Game theoretic (or principle-agent/mechanism design) treatment of a strategic interaction between multiple ‘actors’, considering the equilibrium (or other reasonable predicted outcome) and the ‘comparative statics; of this as key factors (’parameters’) are varied
6.2.1 Doing economic theory
You may have heard that ‘you should not do a theory dissertation as an undergraduate.’ It is indeed difficult to make a substantial contribution to pure economic theory. This work is highly mathematical. The models stemming from our basic framework and beyond have been explored in great depth and sophistication. The frontiers have been pushed very far in terms of ‘what are the implications of our standard assumptions and in what ways can they be relaxed’.
However, this does not mean that you shouldn’t do theory and modeling in your undergraduate dissertation. You should try to incorporate and adapt existing models (remember Economic theory=models=maths… approximately). You can also make this the main focus of your dissertation.
Remember, you are not writing this dissertation to advance the frontiers of Economics. In large part, you are trying to show your understanding and ability to apply techniques to specific questions.
If you can explain and adapt a rigorous theoretical model to apply to particular case, yielding intuition, you have done well. (For example… )
Even if you’re not doing a “theory paper”, specifying a model will benefit your paper in several ways:
Fixing your ideas and arguments precisely and demonstrating internal consistency
Motivating your (empirical) analysis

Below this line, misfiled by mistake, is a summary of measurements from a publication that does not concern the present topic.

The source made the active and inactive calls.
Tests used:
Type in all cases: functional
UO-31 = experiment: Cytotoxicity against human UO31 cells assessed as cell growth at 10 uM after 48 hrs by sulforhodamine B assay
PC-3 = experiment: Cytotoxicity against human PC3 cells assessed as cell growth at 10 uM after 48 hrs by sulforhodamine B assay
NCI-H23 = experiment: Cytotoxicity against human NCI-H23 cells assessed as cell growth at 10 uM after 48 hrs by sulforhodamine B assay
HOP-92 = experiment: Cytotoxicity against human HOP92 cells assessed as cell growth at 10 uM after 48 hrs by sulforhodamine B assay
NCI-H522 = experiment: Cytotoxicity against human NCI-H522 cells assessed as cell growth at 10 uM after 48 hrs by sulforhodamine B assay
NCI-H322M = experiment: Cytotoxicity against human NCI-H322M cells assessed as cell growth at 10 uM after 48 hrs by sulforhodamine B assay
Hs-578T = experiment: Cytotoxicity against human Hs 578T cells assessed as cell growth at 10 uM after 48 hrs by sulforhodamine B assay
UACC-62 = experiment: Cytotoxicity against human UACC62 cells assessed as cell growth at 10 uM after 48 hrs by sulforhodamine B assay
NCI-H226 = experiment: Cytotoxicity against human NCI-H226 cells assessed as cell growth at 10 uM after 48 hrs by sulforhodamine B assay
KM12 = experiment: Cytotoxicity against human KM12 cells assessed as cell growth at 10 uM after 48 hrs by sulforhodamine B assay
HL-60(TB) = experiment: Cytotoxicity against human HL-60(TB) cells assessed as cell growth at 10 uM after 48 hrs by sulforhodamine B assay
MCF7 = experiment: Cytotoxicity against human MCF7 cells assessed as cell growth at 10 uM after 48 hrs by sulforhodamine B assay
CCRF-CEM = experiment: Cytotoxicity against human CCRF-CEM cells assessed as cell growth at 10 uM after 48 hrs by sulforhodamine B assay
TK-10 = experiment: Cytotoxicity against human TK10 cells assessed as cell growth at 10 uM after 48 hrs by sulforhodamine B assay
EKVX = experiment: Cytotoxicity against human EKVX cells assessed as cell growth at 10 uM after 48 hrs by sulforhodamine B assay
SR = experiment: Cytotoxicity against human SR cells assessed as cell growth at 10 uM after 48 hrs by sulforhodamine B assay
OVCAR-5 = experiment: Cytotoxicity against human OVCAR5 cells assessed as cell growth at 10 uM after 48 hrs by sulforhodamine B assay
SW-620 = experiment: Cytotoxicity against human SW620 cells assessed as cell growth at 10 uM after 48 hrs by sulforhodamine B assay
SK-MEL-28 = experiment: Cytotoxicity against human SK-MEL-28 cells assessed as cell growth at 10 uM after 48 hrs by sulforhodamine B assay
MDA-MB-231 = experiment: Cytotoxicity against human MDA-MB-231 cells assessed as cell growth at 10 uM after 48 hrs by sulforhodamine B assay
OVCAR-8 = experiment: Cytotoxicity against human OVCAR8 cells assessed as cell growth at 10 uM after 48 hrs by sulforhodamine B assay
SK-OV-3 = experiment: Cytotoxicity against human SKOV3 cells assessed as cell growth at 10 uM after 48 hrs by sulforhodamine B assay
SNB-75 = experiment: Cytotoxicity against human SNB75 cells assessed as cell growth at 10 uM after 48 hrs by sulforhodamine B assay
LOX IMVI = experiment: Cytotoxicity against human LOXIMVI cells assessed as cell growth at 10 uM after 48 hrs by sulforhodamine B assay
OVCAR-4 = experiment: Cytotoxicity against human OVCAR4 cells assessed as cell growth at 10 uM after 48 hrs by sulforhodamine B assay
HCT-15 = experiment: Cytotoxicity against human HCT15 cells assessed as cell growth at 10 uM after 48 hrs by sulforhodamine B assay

E.g., why might we expect an impact of education on income? Why might the private returns exceed the social returns? What are the channels by which education could yield personal and social gains (or losses)?
Providing structure and ‘restrictions’ for your empirical analysis
Connecting to the Economic literature and incorporating the general insights of the field
Helping you consider and estimation ‘policy implications’ of your results
6.2.2 Building an economic model
6.2.3 Posing your hypothesis as an empirical test
- What would be observable in the real world (data) if your hypothesis were true that would not be true if your hypothesis were false?
- Are you ‘sure’ the same patterns would not hold if your hypothesis were false? Would there not be ‘alternative explanations’ (alternative hypotheses) for such a result?
- If so, can you pose additional measures and tests: things that would not hold in the data if an alternative explanation were explaining the first result?
If your hypothesis has no ’implications for the real world… then your hypothesis may not be relevant or meaningful.*